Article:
The more popular the show became, the harder the writers had to work to meet viewers’ expectations, while not pandering. The audience was not only familiar with Friends, but emotionally attached to it, and therefore highly attuned to its rhythms and beats. Another Season Four episode had Rachel impulsively proposing to Joshua (a guy with whom she’d gone on four dates) in an effort to one-up Ross (who’d just gotten engaged to Emily). It was meant to be funny — Rachel at her most ridiculous. But in the script, the scene came directly after Ross announced his engagement, and it just seemed sad. The audience felt awful for Rachel and couldn’t bring themselves to laugh at her. The writers quickly realized they couldn’t tweak their way out of this one, and decided to simply shoot the scene as written, but move it into the next episode, giving Rachel and the viewers some recovery time. It was an extreme change to make, but that’s how much faith they put in their audience. Kauffman explained, “We had to trust their judgment about things that were working and not working.”
That’s why “The One with the Embryos” still works so well. Condon and Toomin Straus’s script condenses all the best elements of Friends, undiluted by anything else. There are no stunts, few guest performers, and nearly every scene takes place in Monica’s living room. The trivia game keeps most of the core cast together, just being friends — literally, trying to out-friend each other. As the competition gets more heated, the jokes come faster and funnier. (The finished product looks effortless but Crane recalled they shot numerous variations on the trivia questions and answers, pushing for the biggest laugh possible.) Before we know what’s happening, the girls have lost the game and — twist! — they’re really switching apartments. It wasn’t a bluff. This completely outlandish scenario is actually happening, and after everything else that’s happened in the last twenty minutes, it doesn’t read as ridiculous. The guys ride in on their big, white dog statue, and lo and behold, it’s still funny.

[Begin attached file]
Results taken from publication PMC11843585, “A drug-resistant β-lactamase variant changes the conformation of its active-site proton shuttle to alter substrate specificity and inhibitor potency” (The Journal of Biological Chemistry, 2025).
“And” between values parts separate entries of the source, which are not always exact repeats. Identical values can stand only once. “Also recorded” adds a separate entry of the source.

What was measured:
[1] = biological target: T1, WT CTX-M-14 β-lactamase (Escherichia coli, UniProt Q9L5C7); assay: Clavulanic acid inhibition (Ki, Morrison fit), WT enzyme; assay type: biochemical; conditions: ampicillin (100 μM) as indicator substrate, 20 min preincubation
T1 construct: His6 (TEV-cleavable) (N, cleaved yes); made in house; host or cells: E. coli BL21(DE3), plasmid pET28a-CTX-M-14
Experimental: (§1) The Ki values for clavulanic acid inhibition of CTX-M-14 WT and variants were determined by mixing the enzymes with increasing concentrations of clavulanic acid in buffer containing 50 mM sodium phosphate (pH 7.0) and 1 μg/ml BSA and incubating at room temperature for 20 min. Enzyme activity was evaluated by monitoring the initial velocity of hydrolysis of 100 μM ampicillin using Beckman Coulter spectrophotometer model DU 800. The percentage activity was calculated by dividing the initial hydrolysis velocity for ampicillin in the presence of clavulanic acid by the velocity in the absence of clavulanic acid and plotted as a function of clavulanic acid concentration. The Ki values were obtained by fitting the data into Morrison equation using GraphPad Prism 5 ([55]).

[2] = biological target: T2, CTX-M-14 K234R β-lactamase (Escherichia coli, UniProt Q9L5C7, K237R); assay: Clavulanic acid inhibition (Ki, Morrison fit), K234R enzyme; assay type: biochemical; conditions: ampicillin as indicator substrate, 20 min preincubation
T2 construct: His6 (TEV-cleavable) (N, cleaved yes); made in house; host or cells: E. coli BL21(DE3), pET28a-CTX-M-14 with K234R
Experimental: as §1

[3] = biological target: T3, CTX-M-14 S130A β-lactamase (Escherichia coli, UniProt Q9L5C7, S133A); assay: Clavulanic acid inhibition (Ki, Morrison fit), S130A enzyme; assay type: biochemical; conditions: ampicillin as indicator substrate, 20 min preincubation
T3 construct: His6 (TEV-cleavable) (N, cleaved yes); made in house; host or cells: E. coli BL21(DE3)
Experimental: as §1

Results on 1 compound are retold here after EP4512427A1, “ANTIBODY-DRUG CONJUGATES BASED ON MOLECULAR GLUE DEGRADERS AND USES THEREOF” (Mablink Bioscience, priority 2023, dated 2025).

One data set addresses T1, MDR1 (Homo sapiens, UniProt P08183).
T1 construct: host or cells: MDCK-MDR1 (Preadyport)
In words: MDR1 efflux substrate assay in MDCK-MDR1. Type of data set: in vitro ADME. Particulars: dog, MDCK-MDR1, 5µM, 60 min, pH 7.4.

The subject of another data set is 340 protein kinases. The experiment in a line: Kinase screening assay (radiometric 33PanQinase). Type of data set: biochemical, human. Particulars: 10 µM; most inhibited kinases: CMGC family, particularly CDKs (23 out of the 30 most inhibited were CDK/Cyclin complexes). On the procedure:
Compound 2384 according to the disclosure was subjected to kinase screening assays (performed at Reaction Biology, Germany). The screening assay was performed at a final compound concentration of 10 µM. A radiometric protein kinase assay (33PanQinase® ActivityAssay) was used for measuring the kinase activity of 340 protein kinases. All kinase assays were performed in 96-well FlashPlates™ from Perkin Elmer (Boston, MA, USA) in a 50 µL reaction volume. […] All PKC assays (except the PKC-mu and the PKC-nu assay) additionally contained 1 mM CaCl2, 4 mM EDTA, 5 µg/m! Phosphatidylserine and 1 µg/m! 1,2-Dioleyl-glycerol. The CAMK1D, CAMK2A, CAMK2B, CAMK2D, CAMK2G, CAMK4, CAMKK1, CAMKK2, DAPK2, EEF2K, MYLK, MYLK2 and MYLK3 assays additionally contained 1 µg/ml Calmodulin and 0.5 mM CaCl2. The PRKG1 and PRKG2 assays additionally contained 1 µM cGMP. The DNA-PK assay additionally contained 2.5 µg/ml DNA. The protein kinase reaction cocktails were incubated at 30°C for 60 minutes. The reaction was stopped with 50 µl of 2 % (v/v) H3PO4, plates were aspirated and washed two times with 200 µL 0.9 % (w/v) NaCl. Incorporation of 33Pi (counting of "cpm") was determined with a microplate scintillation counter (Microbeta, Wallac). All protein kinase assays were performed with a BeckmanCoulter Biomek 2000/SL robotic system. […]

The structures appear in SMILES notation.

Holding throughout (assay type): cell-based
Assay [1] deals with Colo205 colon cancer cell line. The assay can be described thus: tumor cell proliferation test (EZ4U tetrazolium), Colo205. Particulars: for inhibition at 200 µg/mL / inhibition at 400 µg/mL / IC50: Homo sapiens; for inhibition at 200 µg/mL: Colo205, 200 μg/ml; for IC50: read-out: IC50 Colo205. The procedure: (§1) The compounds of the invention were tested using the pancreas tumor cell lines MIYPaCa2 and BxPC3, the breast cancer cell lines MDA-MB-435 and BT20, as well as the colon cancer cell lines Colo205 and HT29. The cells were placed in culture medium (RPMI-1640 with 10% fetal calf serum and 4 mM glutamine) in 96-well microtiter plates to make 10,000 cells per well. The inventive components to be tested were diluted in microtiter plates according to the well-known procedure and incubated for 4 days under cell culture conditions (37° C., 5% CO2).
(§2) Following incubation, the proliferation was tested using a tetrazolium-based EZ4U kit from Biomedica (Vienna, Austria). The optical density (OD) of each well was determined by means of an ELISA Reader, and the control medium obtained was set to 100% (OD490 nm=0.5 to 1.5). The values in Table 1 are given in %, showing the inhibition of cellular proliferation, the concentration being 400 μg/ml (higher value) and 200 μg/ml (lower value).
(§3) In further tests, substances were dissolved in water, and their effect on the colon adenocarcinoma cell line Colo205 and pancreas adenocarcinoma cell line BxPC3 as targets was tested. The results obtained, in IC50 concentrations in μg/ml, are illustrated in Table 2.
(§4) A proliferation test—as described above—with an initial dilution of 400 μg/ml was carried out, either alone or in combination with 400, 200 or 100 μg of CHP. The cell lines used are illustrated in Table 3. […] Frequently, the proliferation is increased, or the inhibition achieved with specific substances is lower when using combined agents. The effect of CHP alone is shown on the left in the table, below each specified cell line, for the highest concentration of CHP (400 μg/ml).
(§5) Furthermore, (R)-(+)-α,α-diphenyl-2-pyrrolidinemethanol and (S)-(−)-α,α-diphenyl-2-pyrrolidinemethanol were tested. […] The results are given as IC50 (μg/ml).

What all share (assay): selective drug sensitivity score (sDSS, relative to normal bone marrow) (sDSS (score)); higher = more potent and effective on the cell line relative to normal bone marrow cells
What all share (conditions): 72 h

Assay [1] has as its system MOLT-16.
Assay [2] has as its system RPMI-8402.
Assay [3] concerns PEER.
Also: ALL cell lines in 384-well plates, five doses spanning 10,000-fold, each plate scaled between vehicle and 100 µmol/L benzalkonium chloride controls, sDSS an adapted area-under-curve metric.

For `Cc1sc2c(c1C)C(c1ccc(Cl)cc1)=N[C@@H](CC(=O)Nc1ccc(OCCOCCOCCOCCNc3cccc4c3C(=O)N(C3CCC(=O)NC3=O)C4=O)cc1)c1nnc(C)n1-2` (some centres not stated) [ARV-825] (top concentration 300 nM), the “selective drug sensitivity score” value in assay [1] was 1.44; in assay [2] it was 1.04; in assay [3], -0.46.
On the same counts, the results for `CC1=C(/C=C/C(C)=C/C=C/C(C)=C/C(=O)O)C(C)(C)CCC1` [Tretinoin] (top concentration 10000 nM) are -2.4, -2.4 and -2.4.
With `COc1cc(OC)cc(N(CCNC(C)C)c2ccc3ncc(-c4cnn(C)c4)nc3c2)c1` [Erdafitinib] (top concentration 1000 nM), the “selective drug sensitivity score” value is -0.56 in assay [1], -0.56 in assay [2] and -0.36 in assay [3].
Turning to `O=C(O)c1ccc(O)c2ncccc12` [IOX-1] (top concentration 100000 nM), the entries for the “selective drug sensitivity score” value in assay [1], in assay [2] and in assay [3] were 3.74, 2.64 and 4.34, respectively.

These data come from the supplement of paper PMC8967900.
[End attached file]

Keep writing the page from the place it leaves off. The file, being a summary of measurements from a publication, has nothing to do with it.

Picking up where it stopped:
All this, in an episode that also discusses surrogate pregnancy, infertility, and IVF. What makes “The One with the Embryos” such an emblematic Friends episode is that it balances high-pitch humor with high-stakes emotional drama. In the midst of all the sitcom high jinks, real life is happening, too, and in the end it’s Phoebe’s story that takes precedence. The episode concludes with her coming out of the bathroom, interrupting the apartment-switching chaos and announcing she’s pregnant. In an instant, the contest is forgotten, the fighting ceases, and everyone encircles Phoebe in a spontaneous group hug. As ever, friendship comes first.
Excerpted from I’ll Be There for You: The One About Friends by Kelsey Miller, published by Hanover Square Press. Copyright © 2018